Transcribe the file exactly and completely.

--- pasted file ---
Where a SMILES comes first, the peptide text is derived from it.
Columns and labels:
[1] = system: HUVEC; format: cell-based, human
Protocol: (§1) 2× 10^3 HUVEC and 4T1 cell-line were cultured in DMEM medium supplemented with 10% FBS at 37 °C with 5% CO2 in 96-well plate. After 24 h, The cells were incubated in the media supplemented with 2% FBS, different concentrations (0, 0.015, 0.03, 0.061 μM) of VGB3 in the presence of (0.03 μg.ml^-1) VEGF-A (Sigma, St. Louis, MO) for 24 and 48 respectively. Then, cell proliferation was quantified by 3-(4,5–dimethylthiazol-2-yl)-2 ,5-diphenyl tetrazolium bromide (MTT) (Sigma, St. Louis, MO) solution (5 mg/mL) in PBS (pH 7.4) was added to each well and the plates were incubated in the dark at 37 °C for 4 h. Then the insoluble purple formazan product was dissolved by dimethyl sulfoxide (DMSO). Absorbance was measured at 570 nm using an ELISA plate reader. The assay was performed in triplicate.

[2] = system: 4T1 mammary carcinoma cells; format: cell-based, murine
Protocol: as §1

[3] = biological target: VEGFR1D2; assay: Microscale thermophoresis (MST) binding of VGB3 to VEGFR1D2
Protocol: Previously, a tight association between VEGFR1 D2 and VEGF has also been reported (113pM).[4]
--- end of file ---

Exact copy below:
Where a SMILES comes first, the peptide text is derived from it.
Columns and labels:
[1] = system: HUVEC; format: cell-based, human
Protocol: (§1) 2× 10^3 HUVEC and 4T1 cell-line were cultured in DMEM medium supplemented with 10% FBS at 37 °C with 5% CO2 in 96-well plate. After 24 h, The cells were incubated in the media supplemented with 2% FBS, different concentrations (0, 0.015, 0.03, 0.061 μM) of VGB3 in the presence of (0.03 μg.ml^-1) VEGF-A (Sigma, St. Louis, MO) for 24 and 48 respectively. Then, cell proliferation was quantified by 3-(4,5–dimethylthiazol-2-yl)-2 ,5-diphenyl tetrazolium bromide (MTT) (Sigma, St. Louis, MO) solution (5 mg/mL) in PBS (pH 7.4) was added to each well and the plates were incubated in the dark at 37 °C for 4 h. Then the insoluble purple formazan product was dissolved by dimethyl sulfoxide (DMSO). Absorbance was measured at 570 nm using an ELISA plate reader. The assay was performed in triplicate.

[2] = system: 4T1 mammary carcinoma cells; format: cell-based, murine
Protocol: as §1

[3] = biological target: VEGFR1D2; assay: Microscale thermophoresis (MST) binding of VGB3 to VEGFR1D2
Protocol: Previously, a tight association between VEGFR1 D2 and VEGF has also been reported (113pM).[4]